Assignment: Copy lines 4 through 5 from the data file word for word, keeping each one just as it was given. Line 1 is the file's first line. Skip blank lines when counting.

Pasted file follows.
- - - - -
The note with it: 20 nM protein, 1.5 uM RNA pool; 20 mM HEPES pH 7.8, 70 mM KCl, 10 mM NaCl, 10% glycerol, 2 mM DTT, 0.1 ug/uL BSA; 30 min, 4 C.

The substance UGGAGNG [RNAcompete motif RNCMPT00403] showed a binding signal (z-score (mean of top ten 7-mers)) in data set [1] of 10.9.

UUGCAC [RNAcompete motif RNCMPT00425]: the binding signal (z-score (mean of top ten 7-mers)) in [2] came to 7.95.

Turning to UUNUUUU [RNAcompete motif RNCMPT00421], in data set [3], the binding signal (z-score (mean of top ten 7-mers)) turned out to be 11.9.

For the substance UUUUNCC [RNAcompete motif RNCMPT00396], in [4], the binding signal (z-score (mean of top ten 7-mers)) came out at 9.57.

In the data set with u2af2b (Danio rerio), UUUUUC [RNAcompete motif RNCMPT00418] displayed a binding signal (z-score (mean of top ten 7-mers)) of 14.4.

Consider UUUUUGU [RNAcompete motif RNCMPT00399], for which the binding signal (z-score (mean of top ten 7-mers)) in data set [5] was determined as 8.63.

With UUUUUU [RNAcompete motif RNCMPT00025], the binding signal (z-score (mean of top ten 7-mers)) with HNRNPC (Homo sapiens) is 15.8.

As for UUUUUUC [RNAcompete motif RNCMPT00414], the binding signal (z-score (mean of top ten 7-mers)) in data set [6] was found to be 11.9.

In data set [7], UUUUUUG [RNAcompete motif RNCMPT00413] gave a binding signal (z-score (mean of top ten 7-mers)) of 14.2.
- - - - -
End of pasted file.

Turning to UUNUUUU [RNAcompete motif RNCMPT00421], in data set [3], the binding signal (z-score (mean of top ten 7-mers)) turned out to be 11.9.

For the substance UUUUNCC [RNAcompete motif RNCMPT00396], in [4], the binding signal (z-score (mean of top ten 7-mers)) came out at 9.57.